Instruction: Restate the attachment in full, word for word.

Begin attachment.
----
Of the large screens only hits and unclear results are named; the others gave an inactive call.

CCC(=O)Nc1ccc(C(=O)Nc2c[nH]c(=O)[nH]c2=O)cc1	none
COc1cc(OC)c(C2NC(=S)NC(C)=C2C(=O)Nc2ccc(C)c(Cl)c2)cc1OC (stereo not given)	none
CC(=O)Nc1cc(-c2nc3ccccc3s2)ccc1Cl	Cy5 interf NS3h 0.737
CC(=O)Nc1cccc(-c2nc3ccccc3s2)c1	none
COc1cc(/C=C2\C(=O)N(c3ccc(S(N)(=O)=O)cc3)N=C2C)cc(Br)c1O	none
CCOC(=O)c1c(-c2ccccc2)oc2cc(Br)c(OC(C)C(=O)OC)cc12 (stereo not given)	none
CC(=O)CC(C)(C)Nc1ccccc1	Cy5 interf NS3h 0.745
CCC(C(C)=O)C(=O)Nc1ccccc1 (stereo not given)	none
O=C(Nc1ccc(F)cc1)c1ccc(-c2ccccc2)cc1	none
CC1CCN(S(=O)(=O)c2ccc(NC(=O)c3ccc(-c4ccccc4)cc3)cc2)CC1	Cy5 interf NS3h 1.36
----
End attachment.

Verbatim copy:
Of the large screens only hits and unclear results are named; the others gave an inactive call.

CCC(=O)Nc1ccc(C(=O)Nc2c[nH]c(=O)[nH]c2=O)cc1	none
COc1cc(OC)c(C2NC(=S)NC(C)=C2C(=O)Nc2ccc(C)c(Cl)c2)cc1OC (stereo not given)	none
CC(=O)Nc1cc(-c2nc3ccccc3s2)ccc1Cl	Cy5 interf NS3h 0.737
CC(=O)Nc1cccc(-c2nc3ccccc3s2)c1	none
COc1cc(/C=C2\C(=O)N(c3ccc(S(N)(=O)=O)cc3)N=C2C)cc(Br)c1O	none
CCOC(=O)c1c(-c2ccccc2)oc2cc(Br)c(OC(C)C(=O)OC)cc12 (stereo not given)	none
CC(=O)CC(C)(C)Nc1ccccc1	Cy5 interf NS3h 0.745
CCC(C(C)=O)C(=O)Nc1ccccc1 (stereo not given)	none
O=C(Nc1ccc(F)cc1)c1ccc(-c2ccccc2)cc1	none
CC1CCN(S(=O)(=O)c2ccc(NC(=O)c3ccc(-c4ccccc4)cc3)cc2)CC1	Cy5 interf NS3h 1.36